Explaining the changes to the sales team proved particularly challenging. “They would not listen to any deployment that didn’t help their business,” Lau says. “I had to link the sustainability element into the business.”
Since then, Lau has overseen numerous projects to make various aspects of Fuji Xerox greener. In 2004, she helped establish an integrated recycling system for the company’s e-waste. The company now transports its e-waste to special facilities in Thailand where it is processed and broken down into pieces that can be disposed of or re-used.
Setting up the system involved extensive negotiations. “We had to work with the Hong Kong and Thai governments’ environmental departments,” Lau says. “They were very sceptical about why a commercial company would be doing something like this, especially the Thai government, which said: ‘Hey, are you dumping all your landfill in Thailand?’ So we had to do a lot of lobbying and produce evidence to show them this was a success.”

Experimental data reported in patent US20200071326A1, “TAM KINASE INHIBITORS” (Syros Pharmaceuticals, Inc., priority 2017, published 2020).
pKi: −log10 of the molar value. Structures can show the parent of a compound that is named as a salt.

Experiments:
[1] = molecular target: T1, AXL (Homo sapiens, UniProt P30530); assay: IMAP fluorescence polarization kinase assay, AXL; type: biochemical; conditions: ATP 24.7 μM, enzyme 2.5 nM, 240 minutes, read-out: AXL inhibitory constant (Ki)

The system means Fuji Xerox now produces virtually zero landfill and instead creates new materials to use. “On one hand we can make sure we don’t waste natural resources; on the other hand we can help to lower the landfill issue in Hong Kong,” Lau says. “It is very meaningful.”
Lau has also introduced initiatives to make Fuji Xerox’s Hong Kong office more energy-efficient. These include a “Lights Off During Lunch” programme and checks to encourage staff to turn off computers at night. She has even persuaded management to use more environmentally friendly lighting and slightly raise the office temperature. Computer servers have been consolidated.